ILNews

Second lobbyist leaves Indianapolis-based firm

Michael W. Hoskins
January 1, 2007
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Indianapolis-based Barnes & Thornburgh has lost two of its lobbyists who have been linked to a congressional bribery and corruption scandal surrounding jailed lobbyist Jack Abramoff.

Kevin A. Ring resigned Friday from the Washington, D.C., office, managing partner Alan Levin said. This comes more than a year after another lobbyist, Neil Volz, severed his ties with the firm ;s Washington office.

The resignation comes amid an ongoing corruption investigation with congressional ties, and Ring ;s background working at Abramoff ;s law firm in Florida has surfaced in media reports in past years. Before joining Barnes & Thornburg in 2005, Ring had worked for Abramoff at Florida law firm Greenberg Traurig.

Ring ;s attorney, Richard A. Hibey at Miller & Chevalier in Washington, D.C., did not return messages this morning.

"There has never been a suggestion that any of the lobbying activities under investigation occurred at Barnes & Thornburg," Levin said. "All of these issues occurred before (they) came to the law firm, and we see this as having no effect on our ability to continue to deliver the same services we have been. We have a strong practice, and we ;ll continue to have that strong presence, both locally and in Washington."

About 10 people work in the firm ;s Washington, D.C., office in the lobbying practice, Levin said, as well as a number of lobbyists and attorneys based in Indianapolis. Another Abramoff lobbyist – of counsel Edward Ayoob – remains with the firm ;s Washington, D.C., office and has not been implicated in the scandal, Levin said.

 
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  1. CCHP's real accomplishment is the 2015 law signed by Gov Pence that basically outlaws any annexation that is forced where a 65% majority of landowners in the affected area disagree. Regardless of whether HP wins or loses, the citizens of Indiana will not have another fiasco like this. The law Gov Pence signed is a direct result of this malgovernance.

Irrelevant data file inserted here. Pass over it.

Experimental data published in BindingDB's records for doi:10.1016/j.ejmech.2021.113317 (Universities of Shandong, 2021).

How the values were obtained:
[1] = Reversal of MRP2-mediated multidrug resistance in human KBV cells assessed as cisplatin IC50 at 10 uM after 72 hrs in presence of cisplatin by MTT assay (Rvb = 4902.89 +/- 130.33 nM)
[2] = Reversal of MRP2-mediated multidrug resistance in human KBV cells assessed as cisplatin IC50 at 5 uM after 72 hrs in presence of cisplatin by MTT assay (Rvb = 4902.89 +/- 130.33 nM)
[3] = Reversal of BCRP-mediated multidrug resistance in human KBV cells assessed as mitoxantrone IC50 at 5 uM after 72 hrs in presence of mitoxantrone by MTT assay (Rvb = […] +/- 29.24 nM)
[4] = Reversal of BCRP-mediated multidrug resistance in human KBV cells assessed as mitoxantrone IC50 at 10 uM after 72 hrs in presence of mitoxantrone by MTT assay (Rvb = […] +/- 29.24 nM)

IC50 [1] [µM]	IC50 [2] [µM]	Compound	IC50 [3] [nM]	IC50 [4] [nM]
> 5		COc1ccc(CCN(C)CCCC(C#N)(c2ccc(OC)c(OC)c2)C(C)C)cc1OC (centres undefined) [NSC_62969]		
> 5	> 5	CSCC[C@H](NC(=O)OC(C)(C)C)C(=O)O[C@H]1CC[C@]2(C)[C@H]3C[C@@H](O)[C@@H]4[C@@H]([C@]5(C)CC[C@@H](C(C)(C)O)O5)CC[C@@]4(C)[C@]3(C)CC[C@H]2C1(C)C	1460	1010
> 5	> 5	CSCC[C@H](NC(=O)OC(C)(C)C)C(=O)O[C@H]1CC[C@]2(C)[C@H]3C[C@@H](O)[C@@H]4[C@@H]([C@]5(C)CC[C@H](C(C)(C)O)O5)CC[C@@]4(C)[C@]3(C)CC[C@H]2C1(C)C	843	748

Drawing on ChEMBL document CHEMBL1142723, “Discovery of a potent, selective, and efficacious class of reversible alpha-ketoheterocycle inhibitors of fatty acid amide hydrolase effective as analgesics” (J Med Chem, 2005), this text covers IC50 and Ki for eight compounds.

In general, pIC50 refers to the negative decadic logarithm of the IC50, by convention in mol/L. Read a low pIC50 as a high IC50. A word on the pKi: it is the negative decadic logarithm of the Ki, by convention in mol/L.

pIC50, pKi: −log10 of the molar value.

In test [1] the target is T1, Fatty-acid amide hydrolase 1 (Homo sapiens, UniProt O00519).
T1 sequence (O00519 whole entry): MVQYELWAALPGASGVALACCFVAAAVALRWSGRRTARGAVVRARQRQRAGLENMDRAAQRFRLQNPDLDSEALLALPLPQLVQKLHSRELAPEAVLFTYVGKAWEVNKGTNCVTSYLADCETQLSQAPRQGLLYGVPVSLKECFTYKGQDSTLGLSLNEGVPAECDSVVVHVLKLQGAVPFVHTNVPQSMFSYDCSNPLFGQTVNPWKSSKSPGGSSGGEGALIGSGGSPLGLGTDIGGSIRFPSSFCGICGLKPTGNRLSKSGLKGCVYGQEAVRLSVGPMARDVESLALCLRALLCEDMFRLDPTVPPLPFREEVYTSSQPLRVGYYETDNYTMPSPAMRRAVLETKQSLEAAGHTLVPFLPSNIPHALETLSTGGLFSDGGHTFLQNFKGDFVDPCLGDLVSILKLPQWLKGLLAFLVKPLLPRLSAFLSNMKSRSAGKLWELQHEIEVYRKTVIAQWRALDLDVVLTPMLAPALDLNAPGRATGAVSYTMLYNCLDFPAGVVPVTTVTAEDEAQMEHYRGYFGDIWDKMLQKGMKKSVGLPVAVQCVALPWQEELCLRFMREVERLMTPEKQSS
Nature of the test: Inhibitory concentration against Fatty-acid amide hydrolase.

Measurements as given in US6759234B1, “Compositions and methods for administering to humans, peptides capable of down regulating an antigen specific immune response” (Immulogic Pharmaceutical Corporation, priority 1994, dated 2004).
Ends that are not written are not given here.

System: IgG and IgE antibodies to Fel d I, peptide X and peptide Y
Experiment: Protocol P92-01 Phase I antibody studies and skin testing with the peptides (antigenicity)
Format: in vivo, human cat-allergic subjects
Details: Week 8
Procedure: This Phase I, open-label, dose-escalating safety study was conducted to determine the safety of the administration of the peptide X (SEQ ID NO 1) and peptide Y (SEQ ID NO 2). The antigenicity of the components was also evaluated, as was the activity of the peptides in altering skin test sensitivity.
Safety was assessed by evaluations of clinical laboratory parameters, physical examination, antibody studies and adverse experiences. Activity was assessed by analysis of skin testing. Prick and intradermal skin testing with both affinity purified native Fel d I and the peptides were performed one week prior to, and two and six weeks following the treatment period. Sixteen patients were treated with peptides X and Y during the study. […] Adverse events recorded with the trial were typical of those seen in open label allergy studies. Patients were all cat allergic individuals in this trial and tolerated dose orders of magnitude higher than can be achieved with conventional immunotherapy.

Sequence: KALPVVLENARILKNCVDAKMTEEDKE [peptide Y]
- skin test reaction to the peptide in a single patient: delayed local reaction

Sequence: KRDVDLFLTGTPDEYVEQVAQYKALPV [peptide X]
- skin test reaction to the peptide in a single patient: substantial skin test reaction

2. I gave tempparry guardship to a friend of my granddaughter in 2012. I went to prison. I had custody. My daughter went to prison to. We are out. My daughter gave me custody but can get her back. She was not order to give me custody . but now we want granddaughter back from friend. She's 14 now. What rights do we have

  3. This sure is not what most who value good governance consider the Rule of Law to entail: "In a letter dated March 2, which Brizzi forwarded to IBJ, the commission dismissed the grievance “on grounds that there is not reasonable cause to believe that you are guilty of misconduct.”" Yet two month later reasonable cause does exist? (Or is the commission forging ahead, the need for reasonable belief be damned? -- A seeming violation of the Rules of Profession Ethics on the part of the commission) Could the rule of law theory cause one to believe that an explanation is in order? Could it be that Hoosier attorneys live under Imperial Law (which is also a t-word that rhymes with infamy) in which the Platonic guardians can do no wrong and never owe the plebeian class any explanation for their powerful actions. (Might makes it right?) Could this be a case of politics directing the commission, as celebrated IU Mauer Professor (the late) Patrick Baude warned was happening 20 years ago in his controversial (whisteblowing) ethics lecture on a quite similar topic: http://www.repository.law.indiana.edu/cgi/viewcontent.cgi?article=1498&context=ilj

  4. I have a case presently pending cert review before the SCOTUS that reveals just how Indiana regulates the bar. I have been denied licensure for life for holding the wrong views and questioning the grand inquisitors as to their duties as to state and federal constitutional due process. True story: https://www.scribd.com/doc/299040839/2016Petitionforcert-to-SCOTUS Shorter, Amici brief serving to frame issue as misuse of govt licensure: https://www.scribd.com/doc/312841269/Thomas-More-Society-Amicus-Brown-v-Ind-Bd-of-Law-Examiners

  5. Here's an idea...how about we MORE heavily regulate the law schools to reduce the surplus of graduates, driving starting salaries up for those new grads, so that we can all pay our insane amount of student loans off in a reasonable amount of time and then be able to afford to do pro bono & low-fee work? I've got friends in other industries, radiology for example, and their schools accept a very limited number of students so there will never be a glut of new grads and everyone's pay stays high. For example, my radiologist friend's school accepted just six new students per year.

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